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At The Market

March 15, 1990|PEGGY LEE | TIMES STAFF WRITER

Fresh, local strawberries are the fruit featured in this week's harvest, large and "picture-perfect," as described by Diane Lee of Rancho Arnaz in Ojai. They are available at stands all over the county and at the Ventura Farmers' Market on Wednesday and Saturday. But there is no great hurry, since strawberries are in season until mid-autumn.

Area fruit-lovers should also remember that tangelos will be out of season in a few weeks so they had better get them while they last. Citrus fiends will be impressed with the local tangerine/grapefruit hybrid. "It's a wonderful juice fruit, easily peeled with almost no seeds," said Jeanne Warren, co-owner of Tangelo Rancho, in Piru.

And in spite of the mid-February frost that hit the avocado crop, avocado-eaters will be happy to know that prices of the local crop will "remain stable," said Lyle Carson, owner of Carson Farm Supply in Ojai. But bacon avocados, which are more frost-resistant than the Hass variety, are at the end of their harvest and are now in decline.

A "beautiful selection of mixed lettuce" can also be found locally this week, said James Barker, produce stand manager of Underwood Ranch in Somis.

Green and red romaine are among the 11 different lettuces available, along with more unusual varieties, including red butter, red royal oak and Hawaiian Manoa. The red royal oak in particular, Barker said, "looks just superb."

Radishes are another local vegetable that has come into its own, Barker said. He recommended the long red Italian radish to serve as hors d'oeuvres. The Easter Egg variety, which comes in colors ranging from white to purple, also makes an excellent appetizer.

Food-enthusiasts seeking non-local fare should be on the lookout for artichokes from Castroville in Northern California.

"They had the big freeze three weeks ago and that stunned them," said Henry Flores, manager of Noren's Market in Ventura. Right now they are a bit expensive, but he predicts they will soon come down in price.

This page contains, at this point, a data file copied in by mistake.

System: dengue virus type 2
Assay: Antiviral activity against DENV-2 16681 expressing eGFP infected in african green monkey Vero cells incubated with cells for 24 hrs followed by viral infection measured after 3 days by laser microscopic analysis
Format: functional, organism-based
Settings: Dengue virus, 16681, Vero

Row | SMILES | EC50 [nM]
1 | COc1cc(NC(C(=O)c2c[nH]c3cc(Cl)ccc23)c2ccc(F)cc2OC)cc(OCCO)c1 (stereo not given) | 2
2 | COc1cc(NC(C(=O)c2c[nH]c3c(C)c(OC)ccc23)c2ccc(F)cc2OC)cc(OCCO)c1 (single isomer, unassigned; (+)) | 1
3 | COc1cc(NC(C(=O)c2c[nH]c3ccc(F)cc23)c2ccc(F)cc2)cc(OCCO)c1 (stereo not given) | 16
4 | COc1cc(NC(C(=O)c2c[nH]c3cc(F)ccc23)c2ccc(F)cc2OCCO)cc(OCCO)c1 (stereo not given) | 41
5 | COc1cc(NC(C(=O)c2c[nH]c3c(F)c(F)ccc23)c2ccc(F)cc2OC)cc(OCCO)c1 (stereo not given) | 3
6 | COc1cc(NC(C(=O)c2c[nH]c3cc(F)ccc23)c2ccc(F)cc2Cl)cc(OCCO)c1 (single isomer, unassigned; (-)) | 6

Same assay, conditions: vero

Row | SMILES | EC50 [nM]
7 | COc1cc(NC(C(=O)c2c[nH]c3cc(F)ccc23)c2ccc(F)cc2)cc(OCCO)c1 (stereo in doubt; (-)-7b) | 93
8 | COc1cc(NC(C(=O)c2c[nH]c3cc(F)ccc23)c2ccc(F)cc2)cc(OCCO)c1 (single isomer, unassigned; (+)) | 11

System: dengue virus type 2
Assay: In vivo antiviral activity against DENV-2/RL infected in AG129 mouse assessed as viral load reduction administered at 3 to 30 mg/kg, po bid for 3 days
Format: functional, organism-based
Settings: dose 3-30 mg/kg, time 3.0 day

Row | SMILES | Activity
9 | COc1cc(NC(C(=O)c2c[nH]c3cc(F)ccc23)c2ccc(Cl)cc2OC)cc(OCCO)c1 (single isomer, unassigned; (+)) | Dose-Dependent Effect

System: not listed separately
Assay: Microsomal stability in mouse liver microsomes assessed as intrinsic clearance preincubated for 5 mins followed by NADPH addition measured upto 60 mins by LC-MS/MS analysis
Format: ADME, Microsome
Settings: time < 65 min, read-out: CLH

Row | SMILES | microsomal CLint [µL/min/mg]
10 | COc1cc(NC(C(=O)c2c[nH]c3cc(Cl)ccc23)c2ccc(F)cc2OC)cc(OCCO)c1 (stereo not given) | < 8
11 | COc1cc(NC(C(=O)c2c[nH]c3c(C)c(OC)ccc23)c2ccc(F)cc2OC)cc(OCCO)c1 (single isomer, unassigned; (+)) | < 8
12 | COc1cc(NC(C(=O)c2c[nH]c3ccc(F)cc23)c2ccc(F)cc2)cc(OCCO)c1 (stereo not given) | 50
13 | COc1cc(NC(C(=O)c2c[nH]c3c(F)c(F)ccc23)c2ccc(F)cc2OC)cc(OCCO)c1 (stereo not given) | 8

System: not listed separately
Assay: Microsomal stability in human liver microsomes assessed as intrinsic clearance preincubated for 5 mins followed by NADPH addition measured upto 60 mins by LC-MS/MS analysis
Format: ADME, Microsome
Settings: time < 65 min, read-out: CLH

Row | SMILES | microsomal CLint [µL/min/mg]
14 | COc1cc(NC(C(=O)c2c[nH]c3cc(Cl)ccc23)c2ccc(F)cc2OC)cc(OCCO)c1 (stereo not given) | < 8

Also imported this week to Ventura County is a 4-year-old white Cheddar cheese from Northern California, according to John Kuhlmann, manager of Trader Joe's in Ventura. "Very sharp," he added.

Seafood lovers may want to look for good buys on fresh Dungeness crabs, says Bob Nazarian of Gelson's in Westlake Village.

Dungeness crabs can be found from Alaska to California, and depending on weather and availability, fresh crab season seems to come and go, Nazarian said.

Just when you think they are gone, they can show up again in local stores. "With air freight nowadays," he said, "we can get almost anything really fresh."

Nazarian also recommends locally caught red snapper and suggests preparing it Mexican style, steaming it with salsa and serving it with flour tortillas and Mexican rice. "It's real quick and easy," he said. "About 10 minutes."

LOCALLY GROWN Brandon King Seafood-Santa Barbara spot prawns, Dungeness crab from Alaska and Oxnard spiny lobsters, all live. 3290 W. Channel Islands Blvd., Oxnard. Cal-Pacifica Seafood-Local fresh halibut, ice-packed Santa Barbara spot prawns. 36 Franklin Lane, Ventura. Carson Farm Supply-Avocados and naval oranges. 111 Topa Topa Raod, Ojai. Central Market-Artichokes and oranges. 505 Wood Road, Camarillo. Rancho Arnaz-Pesticide-free strawberries and fresh-squeezed apple cider from apples picked in the fall and kept in cold storage. 95 North Ventura Ave., Ventura. Queen Ranch-Local, Commercially grown strawberries and mushrooms as well as home-grown carrots, cauliflower, cabbage and beets. 3400 Los Angeles Ave., Somis Underwood Ranch-Lettuce, radishes and baby vegetables. 5696 Los Angeles Ave., Somis. Somis Farm-Oxnard asparagus and broccoli. 2766 Somis Road, Somis.

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